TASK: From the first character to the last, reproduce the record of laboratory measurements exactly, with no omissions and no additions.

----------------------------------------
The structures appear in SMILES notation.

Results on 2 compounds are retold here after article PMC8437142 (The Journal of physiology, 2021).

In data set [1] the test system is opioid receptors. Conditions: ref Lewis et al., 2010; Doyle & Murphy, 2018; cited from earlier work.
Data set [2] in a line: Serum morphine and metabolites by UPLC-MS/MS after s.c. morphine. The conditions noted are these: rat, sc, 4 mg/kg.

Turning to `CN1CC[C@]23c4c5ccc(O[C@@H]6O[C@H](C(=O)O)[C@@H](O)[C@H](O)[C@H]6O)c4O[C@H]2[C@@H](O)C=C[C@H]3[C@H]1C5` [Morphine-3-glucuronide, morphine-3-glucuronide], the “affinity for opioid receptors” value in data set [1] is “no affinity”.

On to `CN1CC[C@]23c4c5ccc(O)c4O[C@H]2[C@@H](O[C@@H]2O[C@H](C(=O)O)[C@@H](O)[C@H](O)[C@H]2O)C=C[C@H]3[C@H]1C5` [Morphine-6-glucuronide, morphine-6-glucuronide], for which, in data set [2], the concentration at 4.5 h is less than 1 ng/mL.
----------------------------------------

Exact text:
The structures appear in SMILES notation.

Results on 2 compounds are retold here after article PMC8437142 (The Journal of physiology, 2021).

In data set [1] the test system is opioid receptors. Conditions: ref Lewis et al., 2010; Doyle & Murphy, 2018; cited from earlier work.
Data set [2] in a line: Serum morphine and metabolites by UPLC-MS/MS after s.c. morphine. The conditions noted are these: rat, sc, 4 mg/kg.

Turning to `CN1CC[C@]23c4c5ccc(O[C@@H]6O[C@H](C(=O)O)[C@@H](O)[C@H](O)[C@H]6O)c4O[C@H]2[C@@H](O)C=C[C@H]3[C@H]1C5` [Morphine-3-glucuronide, morphine-3-glucuronide], the “affinity for opioid receptors” value in data set [1] is “no affinity”.

On to `CN1CC[C@]23c4c5ccc(O)c4O[C@H]2[C@@H](O[C@@H]2O[C@H](C(=O)O)[C@@H](O)[C@H](O)[C@H]2O)C=C[C@H]3[C@H]1C5` [Morphine-6-glucuronide, morphine-6-glucuronide], for which, in data set [2], the concentration at 4.5 h is less than 1 ng/mL.